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Special School District of St. Louis County

Character Scores Big at Northview

“The scoreboard’s not working today for some reason,” said Anthony Forneris, physical education teacher at SSD’s Northview High School. But on this day, the score of the games takes a back seat to the rest of the game day activities.

Several times per year, Forneris organizes a character-based basketball event for the whole school.

Northview does not have a traditional basketball team like most other high schools, which is what spurred Forneris to start the Character Basketball program. Students sign up to play, and are split into several teams based on their basketball abilities. But to remain on the team, they have to stay in good standing with their grades, behavior and character.

“If a teacher catches you doing things right, you can get points toward playing,” said Jay, a student player. “But if I’m acting up, I can get taken off the team.”

And for students who don’t like to play basketball?

“We also have about 20-25 very loud cheerleaders, “ Forneris said. “It’s the talk of the school when we have these games. Everyone comes to the gym to have a good time with it.”

But it’s not just Northview staff and students who participate. Forneris has worked with other schools in the area to bring students to play the Northview squads or to host Northview at their school.

“My favorite is when we play other schools,” Jay said. “We get to make new friends and ask questions of the other players.”

When another school isn’t available to play, Forneris invites first responders to Northview for games and interactions with each other.

On this November afternoon, students prepared a pre-game lunch and visited with members from the Florissant Police Department before splitting up into teams that combined students and police officers on each squad.

“These games are as great for us as they are for the kids,” said Timothy Lowery, former Florissant police chief and current Florissant mayor.  “It’s good for us to be able to interact in a different way with students.”

But with everything, it comes down to character—even on the court.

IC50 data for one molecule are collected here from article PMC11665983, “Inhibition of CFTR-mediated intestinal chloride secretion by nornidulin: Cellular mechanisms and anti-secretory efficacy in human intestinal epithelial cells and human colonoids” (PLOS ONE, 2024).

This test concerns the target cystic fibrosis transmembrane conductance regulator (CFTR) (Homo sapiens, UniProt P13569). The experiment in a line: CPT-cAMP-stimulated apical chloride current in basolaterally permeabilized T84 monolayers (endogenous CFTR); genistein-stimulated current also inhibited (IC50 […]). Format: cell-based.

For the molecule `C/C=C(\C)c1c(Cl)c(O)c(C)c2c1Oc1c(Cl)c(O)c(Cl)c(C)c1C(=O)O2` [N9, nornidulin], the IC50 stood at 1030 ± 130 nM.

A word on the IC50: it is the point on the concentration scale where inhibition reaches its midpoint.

“Character crosses into the game,” Forneris said, noting that games can sometimes get highly competitive, but students always remain respectful on the court, even if there is a hard foul or close call on a play.

“We can’t have disrespectful students representing our school,” said Chris, who is a second-year captain of the cheerleading squad. “We get to show sportsmanship, be kind, show our best effort and have fun!”

Forneris said the Character Basketball program is part of the school’s overall commitment to character education.

“It’s part of several things we do here on character,” Forneris said. “But students are definitely aware of how it fits in, and know that they can lose the privilege of playing if they don’t stay on top of things. We had a student last year miss several games, and this year he’s improved his behavior and has been able to play much more often.”

A technical difficulty might have kept the scoreboard from working, but in the end, the lessons students learned from these games far outweighed the score.

Published December 2018

students at Northview character basketball game

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Special School District of St. Louis County (SSD) is a leader in providing special education services to students with disabilities and also provides a wide range of career and technical education programs.
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